Major and Trace Element Analysis of Silicate Rocks by XRF and Laser Ablation ICP-MS Using Lithium Borate Fused Glasses: Matrix Effects, Instrument Response and Results for International Reference Materials
Yu, Z and Norman, MD and Robinson, P, Major and Trace Element Analysis of Silicate Rocks by XRF and Laser Ablation ICP-MS Using Lithium Borate Fused Glasses: Matrix Effects, Instrument Response and Results for International Reference Materials, Geostandards Newsletter-the Journal of Geostandards and Geoanalysis, 27, (1) pp. 67-89. ISSN 0150-5505 (2003) [Refereed Article]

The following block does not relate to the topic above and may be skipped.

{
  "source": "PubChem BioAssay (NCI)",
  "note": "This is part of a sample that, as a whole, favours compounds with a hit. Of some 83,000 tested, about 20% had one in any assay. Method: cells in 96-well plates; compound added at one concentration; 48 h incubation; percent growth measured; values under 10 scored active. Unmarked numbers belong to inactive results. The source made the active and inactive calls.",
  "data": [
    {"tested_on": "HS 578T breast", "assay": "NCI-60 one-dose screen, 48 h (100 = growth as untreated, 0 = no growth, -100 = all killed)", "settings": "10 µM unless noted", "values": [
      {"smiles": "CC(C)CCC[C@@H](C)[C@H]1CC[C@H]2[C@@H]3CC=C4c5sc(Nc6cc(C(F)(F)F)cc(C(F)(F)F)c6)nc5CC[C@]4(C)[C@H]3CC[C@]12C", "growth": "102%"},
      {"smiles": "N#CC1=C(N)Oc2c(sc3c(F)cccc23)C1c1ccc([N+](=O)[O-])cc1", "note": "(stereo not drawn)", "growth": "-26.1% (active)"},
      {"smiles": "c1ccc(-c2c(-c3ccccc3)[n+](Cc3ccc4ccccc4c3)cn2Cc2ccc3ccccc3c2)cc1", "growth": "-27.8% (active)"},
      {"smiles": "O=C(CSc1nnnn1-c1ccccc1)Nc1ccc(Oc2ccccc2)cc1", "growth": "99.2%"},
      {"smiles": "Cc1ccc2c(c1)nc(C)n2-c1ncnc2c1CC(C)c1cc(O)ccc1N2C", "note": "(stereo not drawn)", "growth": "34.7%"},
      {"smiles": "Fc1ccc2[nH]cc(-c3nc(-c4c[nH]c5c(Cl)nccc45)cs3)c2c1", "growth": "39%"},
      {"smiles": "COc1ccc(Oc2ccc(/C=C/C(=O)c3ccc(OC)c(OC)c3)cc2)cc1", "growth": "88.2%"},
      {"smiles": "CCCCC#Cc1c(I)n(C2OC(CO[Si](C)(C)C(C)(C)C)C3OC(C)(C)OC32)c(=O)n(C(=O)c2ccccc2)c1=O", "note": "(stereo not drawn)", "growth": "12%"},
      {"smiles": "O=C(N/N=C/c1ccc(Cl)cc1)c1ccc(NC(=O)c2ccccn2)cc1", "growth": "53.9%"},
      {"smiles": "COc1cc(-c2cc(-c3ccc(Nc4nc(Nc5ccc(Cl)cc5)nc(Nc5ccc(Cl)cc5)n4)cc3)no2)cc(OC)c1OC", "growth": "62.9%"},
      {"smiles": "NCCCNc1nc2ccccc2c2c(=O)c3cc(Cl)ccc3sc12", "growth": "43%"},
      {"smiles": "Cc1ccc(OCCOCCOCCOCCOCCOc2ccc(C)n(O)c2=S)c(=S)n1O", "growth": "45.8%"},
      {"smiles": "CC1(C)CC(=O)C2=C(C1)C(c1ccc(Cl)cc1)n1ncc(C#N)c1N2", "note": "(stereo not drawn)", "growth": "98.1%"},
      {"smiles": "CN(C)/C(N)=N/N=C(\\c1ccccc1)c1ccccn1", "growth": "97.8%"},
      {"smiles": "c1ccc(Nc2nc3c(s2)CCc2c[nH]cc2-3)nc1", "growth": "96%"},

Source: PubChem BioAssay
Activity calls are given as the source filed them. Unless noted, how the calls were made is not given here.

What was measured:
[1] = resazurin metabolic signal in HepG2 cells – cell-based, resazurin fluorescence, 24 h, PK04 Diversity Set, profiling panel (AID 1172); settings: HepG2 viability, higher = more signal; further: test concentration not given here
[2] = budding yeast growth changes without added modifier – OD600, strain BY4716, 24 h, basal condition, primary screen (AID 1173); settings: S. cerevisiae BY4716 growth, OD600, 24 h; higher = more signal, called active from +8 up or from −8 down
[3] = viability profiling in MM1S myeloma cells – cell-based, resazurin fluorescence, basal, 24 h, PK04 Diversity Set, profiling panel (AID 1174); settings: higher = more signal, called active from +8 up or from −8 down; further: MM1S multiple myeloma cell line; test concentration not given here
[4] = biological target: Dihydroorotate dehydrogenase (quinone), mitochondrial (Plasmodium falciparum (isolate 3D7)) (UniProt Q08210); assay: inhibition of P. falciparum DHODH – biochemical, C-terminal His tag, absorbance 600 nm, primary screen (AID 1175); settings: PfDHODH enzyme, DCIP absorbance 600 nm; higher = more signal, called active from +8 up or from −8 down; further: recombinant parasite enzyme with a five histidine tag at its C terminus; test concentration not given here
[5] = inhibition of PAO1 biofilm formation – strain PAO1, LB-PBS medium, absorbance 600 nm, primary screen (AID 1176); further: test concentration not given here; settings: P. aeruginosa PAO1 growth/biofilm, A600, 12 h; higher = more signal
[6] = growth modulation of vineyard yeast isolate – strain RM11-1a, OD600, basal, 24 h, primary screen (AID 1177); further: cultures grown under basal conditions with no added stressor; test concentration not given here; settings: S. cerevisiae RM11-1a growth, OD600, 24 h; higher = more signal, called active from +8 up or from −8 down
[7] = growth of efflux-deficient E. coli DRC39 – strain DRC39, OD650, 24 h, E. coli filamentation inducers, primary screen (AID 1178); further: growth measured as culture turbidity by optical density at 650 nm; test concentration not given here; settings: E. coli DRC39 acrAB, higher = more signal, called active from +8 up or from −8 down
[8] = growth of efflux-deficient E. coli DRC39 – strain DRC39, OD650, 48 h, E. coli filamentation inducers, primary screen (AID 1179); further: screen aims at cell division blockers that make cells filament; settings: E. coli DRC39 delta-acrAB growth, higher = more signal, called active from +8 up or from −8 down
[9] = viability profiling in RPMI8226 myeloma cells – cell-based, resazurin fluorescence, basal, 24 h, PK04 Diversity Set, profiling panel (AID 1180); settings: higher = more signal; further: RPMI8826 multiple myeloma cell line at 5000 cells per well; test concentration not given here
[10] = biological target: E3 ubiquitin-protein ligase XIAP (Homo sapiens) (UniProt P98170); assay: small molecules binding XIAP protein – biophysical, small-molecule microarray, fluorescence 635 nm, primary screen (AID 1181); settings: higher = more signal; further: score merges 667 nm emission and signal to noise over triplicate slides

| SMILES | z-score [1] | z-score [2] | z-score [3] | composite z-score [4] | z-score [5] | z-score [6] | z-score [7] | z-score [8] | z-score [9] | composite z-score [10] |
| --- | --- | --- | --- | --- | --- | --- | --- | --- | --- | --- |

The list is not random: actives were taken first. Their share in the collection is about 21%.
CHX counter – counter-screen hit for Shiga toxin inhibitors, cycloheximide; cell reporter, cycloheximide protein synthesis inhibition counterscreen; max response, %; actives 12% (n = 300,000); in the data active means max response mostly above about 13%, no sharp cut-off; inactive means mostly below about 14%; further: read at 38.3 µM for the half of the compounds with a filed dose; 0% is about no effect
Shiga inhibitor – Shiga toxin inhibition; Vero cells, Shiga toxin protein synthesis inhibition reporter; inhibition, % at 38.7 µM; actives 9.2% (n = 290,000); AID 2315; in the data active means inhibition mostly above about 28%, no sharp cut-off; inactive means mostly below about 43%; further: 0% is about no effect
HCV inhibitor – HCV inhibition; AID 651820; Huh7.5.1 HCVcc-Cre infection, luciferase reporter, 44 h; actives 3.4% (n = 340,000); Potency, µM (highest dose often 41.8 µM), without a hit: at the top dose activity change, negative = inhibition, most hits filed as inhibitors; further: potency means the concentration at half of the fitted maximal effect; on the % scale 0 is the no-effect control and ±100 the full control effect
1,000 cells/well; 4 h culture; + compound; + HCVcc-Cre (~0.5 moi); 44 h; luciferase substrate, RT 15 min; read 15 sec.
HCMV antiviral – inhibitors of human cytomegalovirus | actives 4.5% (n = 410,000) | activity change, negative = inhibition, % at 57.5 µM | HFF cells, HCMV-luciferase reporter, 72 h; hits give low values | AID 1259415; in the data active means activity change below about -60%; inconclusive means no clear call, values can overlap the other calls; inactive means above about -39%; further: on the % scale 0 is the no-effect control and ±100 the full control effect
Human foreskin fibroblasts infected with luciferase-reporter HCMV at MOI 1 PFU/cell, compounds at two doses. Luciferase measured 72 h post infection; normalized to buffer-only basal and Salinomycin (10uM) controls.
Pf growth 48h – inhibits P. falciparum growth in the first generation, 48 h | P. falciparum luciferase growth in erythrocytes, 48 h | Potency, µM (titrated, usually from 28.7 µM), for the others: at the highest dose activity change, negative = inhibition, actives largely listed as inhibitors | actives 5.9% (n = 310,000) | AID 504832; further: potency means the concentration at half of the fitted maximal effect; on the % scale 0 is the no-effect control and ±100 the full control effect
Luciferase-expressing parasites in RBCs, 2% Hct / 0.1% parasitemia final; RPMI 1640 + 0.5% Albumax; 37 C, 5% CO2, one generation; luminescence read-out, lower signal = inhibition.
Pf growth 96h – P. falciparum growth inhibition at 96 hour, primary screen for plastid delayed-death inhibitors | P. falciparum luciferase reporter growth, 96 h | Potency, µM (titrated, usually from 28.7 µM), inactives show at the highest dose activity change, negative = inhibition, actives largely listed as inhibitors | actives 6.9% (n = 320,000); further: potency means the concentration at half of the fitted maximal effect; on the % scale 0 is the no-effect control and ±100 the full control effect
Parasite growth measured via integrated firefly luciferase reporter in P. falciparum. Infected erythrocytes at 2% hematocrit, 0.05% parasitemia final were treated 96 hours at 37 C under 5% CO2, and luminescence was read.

Major and trace element compositions of fifteen silicate rock reference materials have been determined by a combined XRF and laser ablation ICP-MS (LA-ICP-MS) technique on glasses prepared by fusing the sample with a lithium borate flux (sample:flux = 1:3). Advantages of this technique include the ability to measure major and trace element abundances on a single sample using a quick and simple preparation that attacks resistant phases such as zircon without the need for acid dissolution. The method is suitable for a wide variety of bulk compositions including mafic, intermediate and silicic rocks. Abundance-normalized mass response patterns (the ratio of signal intensity to element concentration) of the LA-ICP-MS analyses vary systematically with major element composition, demonstrating the presence of a matrix effect that cannot be compensated by normalisation to a single internal standard element. Increasing the sampling distance between the ICP-MS cone and the torch reduces the magnitude of this effect, suggesting that a mechanism related to residence time of ablated particles in the plasma may be at least partially responsible for the observed variations in mass response patterns. When using a matrix-matched calibration, agreement of the LA-ICP-MS results with published reference values or those obtained by solution ICP-MS is ≤ 10% relative. Analytical precision based on replicate analyses is typically ≤ 5% RSD. Procedural detection limits that include contributions from gas background and flux are 0.01-0.1 μg g -1 for the heavy mass trace elements (Rb-U). Major element analyses by XRF show excellent agreement with results obtained using a conventional heavy element absorbing flux. High quality major and trace element data for silicate rocks can be achieved by a combined XRF and LA-ICP-MS analysis of Li 2B 4O 7/LiBO 2 fused glasses provided an appropriate matrix-matched calibration is adopted.